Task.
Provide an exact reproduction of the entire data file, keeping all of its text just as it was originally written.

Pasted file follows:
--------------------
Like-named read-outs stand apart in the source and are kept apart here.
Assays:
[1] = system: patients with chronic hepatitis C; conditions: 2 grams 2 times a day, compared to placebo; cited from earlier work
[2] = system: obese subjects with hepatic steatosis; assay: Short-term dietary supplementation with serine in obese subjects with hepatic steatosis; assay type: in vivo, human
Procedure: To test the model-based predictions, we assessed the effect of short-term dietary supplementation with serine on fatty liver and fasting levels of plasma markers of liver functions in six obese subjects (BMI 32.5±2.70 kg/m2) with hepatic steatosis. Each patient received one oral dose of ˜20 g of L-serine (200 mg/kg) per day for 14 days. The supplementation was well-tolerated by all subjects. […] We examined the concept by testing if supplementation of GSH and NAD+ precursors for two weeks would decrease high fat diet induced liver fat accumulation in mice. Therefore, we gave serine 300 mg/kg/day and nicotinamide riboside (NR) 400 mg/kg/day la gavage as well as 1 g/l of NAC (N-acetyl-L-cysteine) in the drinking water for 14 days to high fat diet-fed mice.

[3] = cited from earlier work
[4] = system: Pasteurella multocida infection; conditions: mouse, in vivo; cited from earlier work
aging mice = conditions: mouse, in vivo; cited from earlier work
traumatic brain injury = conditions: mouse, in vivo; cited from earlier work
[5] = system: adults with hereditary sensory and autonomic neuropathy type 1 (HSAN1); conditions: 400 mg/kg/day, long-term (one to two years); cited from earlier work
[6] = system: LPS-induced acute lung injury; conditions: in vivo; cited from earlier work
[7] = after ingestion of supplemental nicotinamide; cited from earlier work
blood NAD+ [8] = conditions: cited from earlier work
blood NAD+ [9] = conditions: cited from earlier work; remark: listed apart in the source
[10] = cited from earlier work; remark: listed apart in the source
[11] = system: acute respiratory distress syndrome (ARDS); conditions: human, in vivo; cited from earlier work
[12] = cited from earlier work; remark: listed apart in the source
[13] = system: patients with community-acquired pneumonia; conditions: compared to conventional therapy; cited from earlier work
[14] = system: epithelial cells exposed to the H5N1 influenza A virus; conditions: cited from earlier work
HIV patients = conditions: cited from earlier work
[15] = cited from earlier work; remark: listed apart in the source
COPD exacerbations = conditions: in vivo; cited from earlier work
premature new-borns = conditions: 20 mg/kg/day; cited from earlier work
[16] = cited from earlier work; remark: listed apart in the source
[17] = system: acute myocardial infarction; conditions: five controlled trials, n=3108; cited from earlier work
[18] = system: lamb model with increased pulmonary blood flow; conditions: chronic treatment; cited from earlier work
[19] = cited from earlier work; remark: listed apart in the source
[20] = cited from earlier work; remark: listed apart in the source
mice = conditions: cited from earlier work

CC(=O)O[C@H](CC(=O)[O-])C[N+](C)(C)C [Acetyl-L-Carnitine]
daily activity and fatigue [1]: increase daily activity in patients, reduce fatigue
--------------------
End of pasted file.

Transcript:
Like-named read-outs stand apart in the source and are kept apart here.
Assays:
[1] = system: patients with chronic hepatitis C; conditions: 2 grams 2 times a day, compared to placebo; cited from earlier work
[2] = system: obese subjects with hepatic steatosis; assay: Short-term dietary supplementation with serine in obese subjects with hepatic steatosis; assay type: in vivo, human
Procedure: To test the model-based predictions, we assessed the effect of short-term dietary supplementation with serine on fatty liver and fasting levels of plasma markers of liver functions in six obese subjects (BMI 32.5±2.70 kg/m2) with hepatic steatosis. Each patient received one oral dose of ˜20 g of L-serine (200 mg/kg) per day for 14 days. The supplementation was well-tolerated by all subjects. […] We examined the concept by testing if supplementation of GSH and NAD+ precursors for two weeks would decrease high fat diet induced liver fat accumulation in mice. Therefore, we gave serine 300 mg/kg/day and nicotinamide riboside (NR) 400 mg/kg/day la gavage as well as 1 g/l of NAC (N-acetyl-L-cysteine) in the drinking water for 14 days to high fat diet-fed mice.

[3] = cited from earlier work
[4] = system: Pasteurella multocida infection; conditions: mouse, in vivo; cited from earlier work
aging mice = conditions: mouse, in vivo; cited from earlier work
traumatic brain injury = conditions: mouse, in vivo; cited from earlier work
[5] = system: adults with hereditary sensory and autonomic neuropathy type 1 (HSAN1); conditions: 400 mg/kg/day, long-term (one to two years); cited from earlier work
[6] = system: LPS-induced acute lung injury; conditions: in vivo; cited from earlier work
[7] = after ingestion of supplemental nicotinamide; cited from earlier work
blood NAD+ [8] = conditions: cited from earlier work
blood NAD+ [9] = conditions: cited from earlier work; remark: listed apart in the source
[10] = cited from earlier work; remark: listed apart in the source
[11] = system: acute respiratory distress syndrome (ARDS); conditions: human, in vivo; cited from earlier work
[12] = cited from earlier work; remark: listed apart in the source
[13] = system: patients with community-acquired pneumonia; conditions: compared to conventional therapy; cited from earlier work
[14] = system: epithelial cells exposed to the H5N1 influenza A virus; conditions: cited from earlier work
HIV patients = conditions: cited from earlier work
[15] = cited from earlier work; remark: listed apart in the source
COPD exacerbations = conditions: in vivo; cited from earlier work
premature new-borns = conditions: 20 mg/kg/day; cited from earlier work
[16] = cited from earlier work; remark: listed apart in the source
[17] = system: acute myocardial infarction; conditions: five controlled trials, n=3108; cited from earlier work
[18] = system: lamb model with increased pulmonary blood flow; conditions: chronic treatment; cited from earlier work
[19] = cited from earlier work; remark: listed apart in the source
[20] = cited from earlier work; remark: listed apart in the source
mice = conditions: cited from earlier work

CC(=O)O[C@H](CC(=O)[O-])C[N+](C)(C)C [Acetyl-L-Carnitine]
daily activity and fatigue [1]: increase daily activity in patients, reduce fatigue